The evidence is unequivocal, it is good and excellent teaching that drives up standards, not school structures per se, and the white paper threatens to sideline local authority, universities and OFSTED’s roles in driving up teacher capacity. Since the last Labour Government schools have already enjoyed many flexibilities to extend the school day and innovate in the curriculum. What often stops them is not local government interference but fear of falling foul of inspection regimes and trying to conform to an increasingly narrow range of attainment targets. For example, many authorities are now closing their outdoor education services and centres because they can no longer afford to run them and they do not fit the current narrow educational thinking. Yet as a society we will complain about obese children glued to their tablets while those parents who can afford to do so will be able to offer their children the extra-curricula activities. A similar picture pertains in music and arts support.
Some eighty percent of schools are already good or outstanding, the administrative upheaval involved in being forced to adopt an academy sponsor could have a serious impact upon their efficiency. As academy trusts grow there will inevitably be a shrinking of the ‘market’, as chains become bigger and take over others. Officers within these chains begin to command unreasonably high salaries and draw public money out of the system. This is already happening. Some of these larger organisations are liable to become just as sclerotic as your party believes local authorities to be.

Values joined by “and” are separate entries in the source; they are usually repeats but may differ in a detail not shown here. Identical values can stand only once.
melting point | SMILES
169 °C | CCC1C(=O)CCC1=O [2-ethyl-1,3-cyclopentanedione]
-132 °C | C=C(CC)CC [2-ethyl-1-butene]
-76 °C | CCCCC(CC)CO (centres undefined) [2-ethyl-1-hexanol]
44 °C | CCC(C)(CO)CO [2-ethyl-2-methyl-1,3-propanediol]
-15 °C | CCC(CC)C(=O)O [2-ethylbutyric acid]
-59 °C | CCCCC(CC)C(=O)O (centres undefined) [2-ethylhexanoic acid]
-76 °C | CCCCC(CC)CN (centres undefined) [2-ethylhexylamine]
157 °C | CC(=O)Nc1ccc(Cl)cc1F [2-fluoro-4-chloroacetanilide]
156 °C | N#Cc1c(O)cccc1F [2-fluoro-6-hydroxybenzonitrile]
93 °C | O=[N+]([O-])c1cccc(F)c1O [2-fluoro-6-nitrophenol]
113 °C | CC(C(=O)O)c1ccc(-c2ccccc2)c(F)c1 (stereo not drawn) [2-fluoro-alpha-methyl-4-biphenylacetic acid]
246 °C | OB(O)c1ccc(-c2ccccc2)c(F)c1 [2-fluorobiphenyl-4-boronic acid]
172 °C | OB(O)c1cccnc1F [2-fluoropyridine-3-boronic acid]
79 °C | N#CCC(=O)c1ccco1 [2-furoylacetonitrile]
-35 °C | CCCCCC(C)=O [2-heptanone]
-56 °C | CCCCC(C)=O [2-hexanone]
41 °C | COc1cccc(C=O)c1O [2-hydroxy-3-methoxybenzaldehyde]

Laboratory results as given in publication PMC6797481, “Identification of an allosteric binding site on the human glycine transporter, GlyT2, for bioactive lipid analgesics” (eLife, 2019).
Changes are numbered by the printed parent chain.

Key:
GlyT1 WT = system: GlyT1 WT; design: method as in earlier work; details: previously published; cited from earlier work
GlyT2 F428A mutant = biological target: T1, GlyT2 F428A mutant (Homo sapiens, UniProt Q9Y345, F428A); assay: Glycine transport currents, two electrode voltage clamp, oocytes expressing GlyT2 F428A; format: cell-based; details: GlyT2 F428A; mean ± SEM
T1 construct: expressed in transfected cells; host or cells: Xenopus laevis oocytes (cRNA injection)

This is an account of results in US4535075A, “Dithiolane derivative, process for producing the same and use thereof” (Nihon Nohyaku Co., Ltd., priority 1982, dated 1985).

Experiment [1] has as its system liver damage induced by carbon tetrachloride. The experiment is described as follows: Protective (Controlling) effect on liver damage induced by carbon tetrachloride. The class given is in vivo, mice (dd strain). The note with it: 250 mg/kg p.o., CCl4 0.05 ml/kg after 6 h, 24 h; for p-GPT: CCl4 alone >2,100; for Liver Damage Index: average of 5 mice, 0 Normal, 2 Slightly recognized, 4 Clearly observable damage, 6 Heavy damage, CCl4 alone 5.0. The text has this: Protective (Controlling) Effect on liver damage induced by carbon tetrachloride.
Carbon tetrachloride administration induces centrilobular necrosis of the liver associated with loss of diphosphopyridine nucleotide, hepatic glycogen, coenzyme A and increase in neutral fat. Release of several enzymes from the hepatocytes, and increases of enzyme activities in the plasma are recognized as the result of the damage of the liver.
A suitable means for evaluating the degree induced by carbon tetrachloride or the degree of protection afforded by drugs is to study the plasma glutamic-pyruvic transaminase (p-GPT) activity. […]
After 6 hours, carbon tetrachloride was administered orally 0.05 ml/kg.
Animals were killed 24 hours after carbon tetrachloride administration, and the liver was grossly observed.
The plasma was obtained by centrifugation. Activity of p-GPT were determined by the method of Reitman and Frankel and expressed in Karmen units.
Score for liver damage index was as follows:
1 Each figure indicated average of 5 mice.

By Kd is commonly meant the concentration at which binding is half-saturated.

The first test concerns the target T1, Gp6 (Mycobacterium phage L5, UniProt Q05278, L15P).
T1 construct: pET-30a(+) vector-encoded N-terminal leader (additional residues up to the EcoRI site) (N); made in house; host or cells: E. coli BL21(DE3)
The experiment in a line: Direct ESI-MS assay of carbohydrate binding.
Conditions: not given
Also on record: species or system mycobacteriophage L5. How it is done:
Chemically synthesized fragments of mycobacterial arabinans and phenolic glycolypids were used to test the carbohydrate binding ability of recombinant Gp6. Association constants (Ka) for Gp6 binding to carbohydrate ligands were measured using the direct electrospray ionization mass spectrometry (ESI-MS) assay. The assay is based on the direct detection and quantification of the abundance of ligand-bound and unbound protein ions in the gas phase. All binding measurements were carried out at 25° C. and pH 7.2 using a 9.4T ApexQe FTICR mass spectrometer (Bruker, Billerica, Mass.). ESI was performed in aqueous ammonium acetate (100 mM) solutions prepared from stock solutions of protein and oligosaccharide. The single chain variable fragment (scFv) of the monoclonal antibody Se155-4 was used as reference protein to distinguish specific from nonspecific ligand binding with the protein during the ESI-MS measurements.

Thus there are potentially socially divisive impacts in the white paper underscored by a serious threat to the worthy democratic ideals of your localism agenda; parents and communities are now potentially sidelined from involvement in school governing bodies and the assets of community schools are signed over to trusts who act more as corporate bodies rather than publicly accountable ones. When things go wrong it will be the Secretary of State who intervenes and reassigns these assets and not locally accountable politicians, or concerned parents. We will not have a public education system but a series of markets that has to be regulated from the centre. As a former higher tax payer I would have been quite prepared to be taxed more to secure a public sector that offers ‘joined up’ services and values our young people as part of a shared community.
I thank you for your time in reading this letter and I hope that you will be able to urge your colleagues to focus on standards of teaching within a locally accountable framework rather than waste scarce resources on unnecessary structural reforms.